Monday, July 03, 2006

Politics and kids

My 15-year-old daughter CB likes to talk about politics. She discusses and argues politics with friends and relatives, in her classes at school, as well as online.

From her first forays into cyberspace (in "Sims Online") politics has been part of her online interactions with others. She's had online run-ins with Republicans from all over the country in Sims and then later via her blog and instant-messaging. And since she and her friends have friends in other places who then check out each others' blogs and IM each other, she's talked politics with all kinds of people.

Sometimes at the political blogs and discussion boards I frequent someone asks, what is the appropriate age to start talking to children about politics? I am always blown away when some people give ages from ten and older, or even moreso when they say you shouldn't talk to kids about politics because they should be able to make up their own minds!

When this question comes up, I jump right in and tell them that you need to be talking politics with your kids from the youngest age, and certainly by the time they are in kindergarten.

As progressive parents my wife and I felt strongly that we needed to start early on to explain our values and worldview to our children, and to teach them to defend and be proud of their views. We felt that, especially in our society, where media and public discourse tends to denigrate progressive, humanist values, it was important to start as early as possible.

Another way of looking at it is that we need to start explaining the world and how it works to our kids at an early age.

Of course people have no problem doing that when it comes to plants and animals, stars and planets. But for some reason, when it comes to politics, some people don't see it as important. But it is vital.

It's important to teach our kids our values, what's right and what's wrong. We explain to our kids that it's right to help people who are in need. We explain that people are less well off not because they are bad people, but because of the structure of our economy, racism and classism, and the realities of personal circumstances.

We teach our kids that it's wrong to treat people badly just because they are different. Those of us who are white have to teach our kids that the system is stacked to their advantage whether they realize it or not.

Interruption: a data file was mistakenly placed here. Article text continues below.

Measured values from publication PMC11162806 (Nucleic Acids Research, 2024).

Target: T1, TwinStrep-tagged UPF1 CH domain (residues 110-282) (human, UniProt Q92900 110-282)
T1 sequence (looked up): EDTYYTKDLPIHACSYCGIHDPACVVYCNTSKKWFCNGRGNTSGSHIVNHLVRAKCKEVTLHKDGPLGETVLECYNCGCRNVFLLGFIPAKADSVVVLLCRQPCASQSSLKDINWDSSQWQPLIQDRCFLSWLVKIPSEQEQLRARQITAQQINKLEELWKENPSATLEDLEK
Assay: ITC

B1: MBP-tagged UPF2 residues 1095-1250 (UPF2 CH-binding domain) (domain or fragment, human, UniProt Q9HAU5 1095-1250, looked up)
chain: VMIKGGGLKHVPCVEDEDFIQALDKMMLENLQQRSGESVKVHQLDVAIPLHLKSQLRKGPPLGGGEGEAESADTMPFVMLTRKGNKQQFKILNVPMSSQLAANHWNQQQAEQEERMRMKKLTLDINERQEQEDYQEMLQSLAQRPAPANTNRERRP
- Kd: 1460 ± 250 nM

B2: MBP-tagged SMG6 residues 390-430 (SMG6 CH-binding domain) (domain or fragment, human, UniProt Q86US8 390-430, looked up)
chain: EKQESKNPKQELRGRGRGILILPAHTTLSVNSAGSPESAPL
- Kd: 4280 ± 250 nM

Just as important as passing on our values is how we do it. The most important thing we can teach our kids is to think creatively and critically, and to question authority.

So one of the first lessons we taught our kids is that you don't obey someone just because they have authority. You need to understand what their goal is, why they are asking you to do something, and how they are asking you.

It's helped that our kids' teachers tended to use participatory kinds of classroom management, where the kids themselves set the rules of the classroom (with teacher guidance) and discussed why it's important for everyone to obey the rules. And kids have to understand that in some situations they will have to just obey.

But this relationship to authority at the personal level lays the groundwork for kids to think critically about political leaders, for them to question the things that political leaders and other authority figures tell us, to not just accept at face value the words of our presidents and other leaders. It also means we have to explain our choices to them.

What also matters is how to talk about politics. My kids knew that George Bush would be a bad president from the very beginning. Not because George Bush is a bad person (he may or may not be), but because the policies that have come to dominate the Republican Party and conservative movement, of which he is the head, are diametrically opposed to our values. This is not a simplistic, "Republicans are bad." Rather, it's about values and priorities.

We explain to our kids that we value fairness and justice, and that unfortunately conservatives pursue policies that are the opposite of that by defending the interests of the wealthy rather than the poor. We give them specific examples -- the recent refusal to raise the minimum wage at the same time as the Republican dominated Congress tries to give itself a $3,000 raise and cuts taxes for the very wealthiest of the wealthy are cases in point. We explain why some people support Bush on these policies -- for wealthy people who are concerned mostly about their own short term material well-being, it might be a logical choice. For others, it's more complicated.

Of course beyond economic justice issues are also social issues, and here too we have explained to our kids from early ages that many people in our society are very intolerant of particular kinds of people, including people who are not white, people who are not Christian, people who are not straight. This intolerance comes in part because they don't know people who are different. For my kids, this is maybe the hardest thing to understand.